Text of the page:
LICI's volunteer, Galya Deblank, is seen planting the first tree of the project, a sweetbay Magnolia, on November 1, 2022. On Monday, January 16, 2023, she was part of a three-person group of LICI volunteers that planted the last 80 tree seedlings.

The first large-scale volunteer event for the tree planting project was held on November 16 and 17, 2022 when trainees from Louisiana Green Corps planted 500 one-gallon pots of bald cypress trees.

Louisiana Green Corps trainees are shown loading up the first batch of 500 one-gallon cypress trees that they planted on November 16th and 17th at the Bayou Sauvage refuge.

The November potted cypress tree planting was funded through a grant by Kosmos Energy to the non-profit Tierra Foundation. The grant was for the Louisiana Green Corps job training program and included funds for supplies, trees, and organizational expenses for this tree planting project. The Tierra Foundation partnered with Common Ground Relief to use the proceeds from the grant to purchase thousands of bare-root cypress tree seedlings, potting soil, tree pots, and nutria guards late last spring for numerous tree-planting projects in southeast Louisiana that were to take place this winter.

The leadership group for the Bayou Sauvage Urban Wildlife Refuge tree planting project with Louisiana Green Corps gathered on Tuesday, November 15, 2022, at the refuge to do a walk-through of the project, which started the next day. Photo: (Left to right) Gary Salathe - Louisiana Iris Conservation Initiative, Olivia Reynolds - Kosmos Energy, Sarah Mack - Tierra Foundation, Charlotte Clarke - Common Ground Relief, and Josh Benitez - Common Ground Relief.

LICI holds a tree planting permit with the refuge for their two-year partnership with Common Ground Relief to plant trees there. LICI's volunteers scouted out locations for the tree planting, killed off some of the Chinese tallow trees within the planting site in the weeks before, and cut a trail from the boardwalk a few days before the event to make the planting sites easily accessible and safe for the group planting trees. Some of their volunteers also helped with the tree planting during the event.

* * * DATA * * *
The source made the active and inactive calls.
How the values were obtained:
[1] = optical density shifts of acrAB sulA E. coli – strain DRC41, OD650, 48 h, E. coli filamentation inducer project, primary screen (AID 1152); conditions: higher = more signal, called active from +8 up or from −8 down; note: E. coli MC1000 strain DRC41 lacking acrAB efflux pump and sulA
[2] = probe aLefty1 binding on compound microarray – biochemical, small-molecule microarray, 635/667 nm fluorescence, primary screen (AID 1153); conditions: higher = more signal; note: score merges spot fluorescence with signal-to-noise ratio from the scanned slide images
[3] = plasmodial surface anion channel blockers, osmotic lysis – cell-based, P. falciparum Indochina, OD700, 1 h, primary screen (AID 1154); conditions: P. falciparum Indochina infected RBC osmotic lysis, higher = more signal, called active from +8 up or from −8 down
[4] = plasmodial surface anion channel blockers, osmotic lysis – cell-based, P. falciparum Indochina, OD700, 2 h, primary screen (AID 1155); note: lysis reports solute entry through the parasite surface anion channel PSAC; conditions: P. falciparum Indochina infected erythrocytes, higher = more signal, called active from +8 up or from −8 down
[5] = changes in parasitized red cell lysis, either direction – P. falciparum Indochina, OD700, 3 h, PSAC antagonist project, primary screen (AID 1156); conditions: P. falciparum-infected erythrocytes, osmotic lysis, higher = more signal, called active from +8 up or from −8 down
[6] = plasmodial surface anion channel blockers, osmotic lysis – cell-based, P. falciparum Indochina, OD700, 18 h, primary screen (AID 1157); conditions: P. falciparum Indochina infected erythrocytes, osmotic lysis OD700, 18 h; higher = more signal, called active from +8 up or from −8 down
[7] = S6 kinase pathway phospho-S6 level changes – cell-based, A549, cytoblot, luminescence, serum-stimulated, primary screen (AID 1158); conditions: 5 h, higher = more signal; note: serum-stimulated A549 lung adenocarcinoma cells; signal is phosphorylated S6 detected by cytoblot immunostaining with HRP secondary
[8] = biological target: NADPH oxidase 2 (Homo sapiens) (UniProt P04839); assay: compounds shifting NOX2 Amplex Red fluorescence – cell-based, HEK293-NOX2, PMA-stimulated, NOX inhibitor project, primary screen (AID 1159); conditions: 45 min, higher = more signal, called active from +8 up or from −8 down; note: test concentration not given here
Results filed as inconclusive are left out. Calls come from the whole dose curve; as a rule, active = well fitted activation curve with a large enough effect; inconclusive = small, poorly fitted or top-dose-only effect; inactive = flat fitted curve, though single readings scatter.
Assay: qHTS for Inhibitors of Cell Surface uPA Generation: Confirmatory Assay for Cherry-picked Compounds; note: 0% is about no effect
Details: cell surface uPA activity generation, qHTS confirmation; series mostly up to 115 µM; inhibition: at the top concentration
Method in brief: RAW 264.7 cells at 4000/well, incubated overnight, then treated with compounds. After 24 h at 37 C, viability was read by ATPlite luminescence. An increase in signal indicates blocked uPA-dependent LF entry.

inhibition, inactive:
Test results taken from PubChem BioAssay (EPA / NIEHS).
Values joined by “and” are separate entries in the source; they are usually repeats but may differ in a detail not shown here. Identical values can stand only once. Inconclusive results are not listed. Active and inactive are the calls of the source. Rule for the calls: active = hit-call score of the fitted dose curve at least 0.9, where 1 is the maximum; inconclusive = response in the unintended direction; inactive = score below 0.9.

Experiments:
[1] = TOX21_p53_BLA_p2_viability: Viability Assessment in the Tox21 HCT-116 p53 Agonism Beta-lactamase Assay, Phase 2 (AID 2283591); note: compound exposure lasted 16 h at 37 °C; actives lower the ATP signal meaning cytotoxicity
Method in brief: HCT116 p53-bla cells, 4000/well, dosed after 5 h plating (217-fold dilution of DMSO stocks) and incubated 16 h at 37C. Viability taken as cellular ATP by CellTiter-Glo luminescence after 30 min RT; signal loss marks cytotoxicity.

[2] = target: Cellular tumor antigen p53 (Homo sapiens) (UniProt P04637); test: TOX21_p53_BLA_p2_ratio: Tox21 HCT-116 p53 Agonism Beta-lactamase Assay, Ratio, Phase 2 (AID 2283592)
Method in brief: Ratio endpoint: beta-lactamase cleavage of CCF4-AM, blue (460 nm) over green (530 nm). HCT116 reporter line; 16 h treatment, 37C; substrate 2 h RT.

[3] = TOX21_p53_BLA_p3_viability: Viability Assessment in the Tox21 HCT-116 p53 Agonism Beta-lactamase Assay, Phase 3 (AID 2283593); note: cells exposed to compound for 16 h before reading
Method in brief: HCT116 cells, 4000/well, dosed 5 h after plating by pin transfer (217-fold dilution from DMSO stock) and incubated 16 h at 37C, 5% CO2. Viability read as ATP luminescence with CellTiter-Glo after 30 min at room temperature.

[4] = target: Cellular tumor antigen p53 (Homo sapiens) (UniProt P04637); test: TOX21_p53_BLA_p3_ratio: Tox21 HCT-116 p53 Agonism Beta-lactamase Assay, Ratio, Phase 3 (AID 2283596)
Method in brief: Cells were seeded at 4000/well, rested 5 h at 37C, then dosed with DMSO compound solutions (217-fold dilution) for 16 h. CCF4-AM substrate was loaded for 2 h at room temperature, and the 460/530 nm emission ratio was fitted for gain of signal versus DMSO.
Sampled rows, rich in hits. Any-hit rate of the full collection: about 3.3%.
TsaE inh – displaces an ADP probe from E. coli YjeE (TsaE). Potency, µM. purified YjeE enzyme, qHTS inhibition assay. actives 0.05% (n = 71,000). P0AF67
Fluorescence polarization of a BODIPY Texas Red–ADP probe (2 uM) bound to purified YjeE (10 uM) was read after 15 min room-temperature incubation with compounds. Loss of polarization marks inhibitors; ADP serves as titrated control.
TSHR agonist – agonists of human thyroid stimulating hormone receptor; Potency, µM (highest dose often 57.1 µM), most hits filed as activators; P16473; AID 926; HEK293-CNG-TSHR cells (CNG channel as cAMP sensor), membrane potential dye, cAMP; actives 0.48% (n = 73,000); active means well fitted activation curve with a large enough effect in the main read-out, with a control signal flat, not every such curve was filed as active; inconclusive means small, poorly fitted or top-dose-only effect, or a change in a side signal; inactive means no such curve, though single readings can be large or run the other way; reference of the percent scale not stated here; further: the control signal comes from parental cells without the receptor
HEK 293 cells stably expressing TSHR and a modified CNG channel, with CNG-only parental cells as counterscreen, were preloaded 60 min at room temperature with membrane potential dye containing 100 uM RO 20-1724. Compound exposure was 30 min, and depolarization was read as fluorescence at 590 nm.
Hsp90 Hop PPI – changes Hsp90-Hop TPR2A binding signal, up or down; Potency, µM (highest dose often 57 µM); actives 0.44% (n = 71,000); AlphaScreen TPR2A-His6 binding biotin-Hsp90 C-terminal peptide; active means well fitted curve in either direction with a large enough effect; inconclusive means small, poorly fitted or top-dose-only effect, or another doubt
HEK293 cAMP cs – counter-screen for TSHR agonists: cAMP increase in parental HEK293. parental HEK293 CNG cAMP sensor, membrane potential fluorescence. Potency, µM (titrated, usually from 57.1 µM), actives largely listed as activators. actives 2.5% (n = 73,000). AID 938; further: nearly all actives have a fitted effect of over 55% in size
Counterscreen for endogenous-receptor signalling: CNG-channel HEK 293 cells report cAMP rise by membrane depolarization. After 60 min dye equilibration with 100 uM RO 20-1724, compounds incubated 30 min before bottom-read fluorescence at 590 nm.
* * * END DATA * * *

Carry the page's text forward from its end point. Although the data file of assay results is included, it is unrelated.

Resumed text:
A Louisiana Green Corps job training program member is seen planting a bald cypress tree on November 16th. Its the first time she had ever been involved in any type of

forest restoration.

A group of volunteers from the University of South Dakota planted an additional 33 one-gallon potted bald cypress trees as part of a Louisiana iris planting event held by LICI at the refuge. Common Ground Relief hosted the student volunteers as they did service activities in the New Orleans area and included the Monday, December 19th iris and tree planting event on their list of activities.

Volunteers with the University of South Dakota are shown working at the Bayou Sauvage refuge on December 19, 2022.

The Ella West Freeman Foundation issued a grant this past spring for the purchase of 1,000 bare-root tree seedlings and to cover the cost of supplies and a small amount of overhead for a Louisiana Iris Conservation Initiative/Common Ground Relief joint tree planting project for the winter 2022 - 2023 tree planting season in the Bayou Sauvage refuge. The grant was used to purchase live oak, American elm, hackberry, and honey locus bare-root tree seedlings, along with nutria guards and bamboo support sticks for each seedling. The tree species selected came from observations made on-site at the refuge of the type of trees currently growing there and from a University of New Orleans study completed before Hurricane Katrina of the trees found on the refuge.

Bare-root tree seedlings and supplies are shown that were purchased with funding supplied by the Ella West Freeman Foundation.